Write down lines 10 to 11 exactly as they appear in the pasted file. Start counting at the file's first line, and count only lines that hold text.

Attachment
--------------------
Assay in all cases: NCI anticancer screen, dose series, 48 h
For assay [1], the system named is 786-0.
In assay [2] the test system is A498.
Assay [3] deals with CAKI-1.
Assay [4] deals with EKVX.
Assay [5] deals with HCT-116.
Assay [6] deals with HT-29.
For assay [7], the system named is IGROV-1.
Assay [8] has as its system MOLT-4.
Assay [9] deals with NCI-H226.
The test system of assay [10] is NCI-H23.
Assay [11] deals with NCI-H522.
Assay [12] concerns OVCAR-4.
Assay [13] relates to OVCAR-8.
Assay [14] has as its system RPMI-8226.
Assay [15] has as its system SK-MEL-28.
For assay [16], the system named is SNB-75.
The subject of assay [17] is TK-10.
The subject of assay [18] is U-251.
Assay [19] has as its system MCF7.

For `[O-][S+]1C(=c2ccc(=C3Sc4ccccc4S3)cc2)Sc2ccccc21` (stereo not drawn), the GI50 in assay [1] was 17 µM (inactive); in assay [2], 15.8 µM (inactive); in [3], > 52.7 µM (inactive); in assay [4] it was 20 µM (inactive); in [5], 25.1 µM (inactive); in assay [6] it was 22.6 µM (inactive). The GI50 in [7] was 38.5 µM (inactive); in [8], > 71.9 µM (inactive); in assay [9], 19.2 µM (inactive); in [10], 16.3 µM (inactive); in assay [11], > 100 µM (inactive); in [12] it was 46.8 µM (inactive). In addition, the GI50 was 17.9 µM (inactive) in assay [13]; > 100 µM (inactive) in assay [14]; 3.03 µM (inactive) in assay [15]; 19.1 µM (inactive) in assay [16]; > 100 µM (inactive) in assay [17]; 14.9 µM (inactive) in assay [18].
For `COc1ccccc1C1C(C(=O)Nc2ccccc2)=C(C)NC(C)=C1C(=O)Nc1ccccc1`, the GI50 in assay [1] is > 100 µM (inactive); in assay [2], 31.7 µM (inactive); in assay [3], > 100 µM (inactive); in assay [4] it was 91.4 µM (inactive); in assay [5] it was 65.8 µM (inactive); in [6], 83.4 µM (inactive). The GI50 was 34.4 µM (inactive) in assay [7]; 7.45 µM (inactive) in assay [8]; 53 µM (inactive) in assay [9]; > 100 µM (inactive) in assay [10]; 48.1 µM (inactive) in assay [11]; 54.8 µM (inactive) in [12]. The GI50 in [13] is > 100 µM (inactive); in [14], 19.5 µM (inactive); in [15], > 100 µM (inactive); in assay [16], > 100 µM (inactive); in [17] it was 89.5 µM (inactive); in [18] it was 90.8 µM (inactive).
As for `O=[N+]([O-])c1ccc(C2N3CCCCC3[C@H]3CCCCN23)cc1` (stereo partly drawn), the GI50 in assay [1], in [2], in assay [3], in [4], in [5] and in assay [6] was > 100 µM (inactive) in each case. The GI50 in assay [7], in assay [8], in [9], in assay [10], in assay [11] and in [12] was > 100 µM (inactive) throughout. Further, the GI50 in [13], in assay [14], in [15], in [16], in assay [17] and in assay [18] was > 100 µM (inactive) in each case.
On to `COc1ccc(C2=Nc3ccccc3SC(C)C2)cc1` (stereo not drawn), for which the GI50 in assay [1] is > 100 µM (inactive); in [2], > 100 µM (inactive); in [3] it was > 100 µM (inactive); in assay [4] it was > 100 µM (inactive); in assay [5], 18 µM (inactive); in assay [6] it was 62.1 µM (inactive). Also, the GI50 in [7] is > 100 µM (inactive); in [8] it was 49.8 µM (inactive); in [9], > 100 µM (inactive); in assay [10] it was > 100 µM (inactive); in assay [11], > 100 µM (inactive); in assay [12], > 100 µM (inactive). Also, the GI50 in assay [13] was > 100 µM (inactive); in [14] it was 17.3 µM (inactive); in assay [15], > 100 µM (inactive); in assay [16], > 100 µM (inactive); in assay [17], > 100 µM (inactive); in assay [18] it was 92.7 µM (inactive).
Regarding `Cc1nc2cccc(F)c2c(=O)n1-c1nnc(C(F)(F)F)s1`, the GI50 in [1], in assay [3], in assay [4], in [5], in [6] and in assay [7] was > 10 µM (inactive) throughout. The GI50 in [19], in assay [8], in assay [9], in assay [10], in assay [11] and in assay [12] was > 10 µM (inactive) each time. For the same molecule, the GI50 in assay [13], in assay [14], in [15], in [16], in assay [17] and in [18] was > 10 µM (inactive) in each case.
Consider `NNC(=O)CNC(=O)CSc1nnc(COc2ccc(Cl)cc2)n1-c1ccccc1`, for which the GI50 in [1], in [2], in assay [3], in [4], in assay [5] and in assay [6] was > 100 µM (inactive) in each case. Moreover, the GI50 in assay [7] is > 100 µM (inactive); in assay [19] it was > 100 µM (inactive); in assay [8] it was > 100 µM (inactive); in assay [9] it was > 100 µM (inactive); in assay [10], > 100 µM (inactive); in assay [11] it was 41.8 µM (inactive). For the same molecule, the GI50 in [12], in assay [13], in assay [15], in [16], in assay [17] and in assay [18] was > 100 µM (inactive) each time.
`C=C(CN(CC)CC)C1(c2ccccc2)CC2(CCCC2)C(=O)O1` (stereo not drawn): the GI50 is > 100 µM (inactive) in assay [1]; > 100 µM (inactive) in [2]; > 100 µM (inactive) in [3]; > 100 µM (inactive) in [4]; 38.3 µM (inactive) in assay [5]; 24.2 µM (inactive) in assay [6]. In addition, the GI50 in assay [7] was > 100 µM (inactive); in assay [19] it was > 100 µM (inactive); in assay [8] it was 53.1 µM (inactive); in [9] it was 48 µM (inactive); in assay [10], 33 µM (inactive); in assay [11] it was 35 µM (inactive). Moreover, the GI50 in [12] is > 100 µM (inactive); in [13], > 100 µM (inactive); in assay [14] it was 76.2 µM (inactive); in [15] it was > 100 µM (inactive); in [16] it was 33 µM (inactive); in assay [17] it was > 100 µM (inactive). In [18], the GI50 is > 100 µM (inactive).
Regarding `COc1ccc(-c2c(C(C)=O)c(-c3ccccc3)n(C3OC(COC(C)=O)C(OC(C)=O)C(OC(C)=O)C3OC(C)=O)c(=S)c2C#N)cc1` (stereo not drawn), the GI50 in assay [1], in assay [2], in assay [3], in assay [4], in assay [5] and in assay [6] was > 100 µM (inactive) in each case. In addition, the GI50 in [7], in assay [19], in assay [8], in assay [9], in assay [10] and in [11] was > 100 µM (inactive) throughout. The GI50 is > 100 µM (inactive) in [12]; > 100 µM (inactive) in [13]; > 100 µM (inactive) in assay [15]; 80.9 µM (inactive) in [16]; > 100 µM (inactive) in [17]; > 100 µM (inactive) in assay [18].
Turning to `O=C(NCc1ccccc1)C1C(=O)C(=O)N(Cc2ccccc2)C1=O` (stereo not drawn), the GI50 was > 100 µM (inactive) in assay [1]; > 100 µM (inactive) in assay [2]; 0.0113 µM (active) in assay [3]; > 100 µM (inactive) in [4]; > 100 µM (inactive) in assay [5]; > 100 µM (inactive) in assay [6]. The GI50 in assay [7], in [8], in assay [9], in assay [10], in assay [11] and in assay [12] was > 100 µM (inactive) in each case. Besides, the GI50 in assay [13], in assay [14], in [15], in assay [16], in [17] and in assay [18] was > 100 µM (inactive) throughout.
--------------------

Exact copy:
Assay [9] deals with NCI-H226.
The test system of assay [10] is NCI-H23.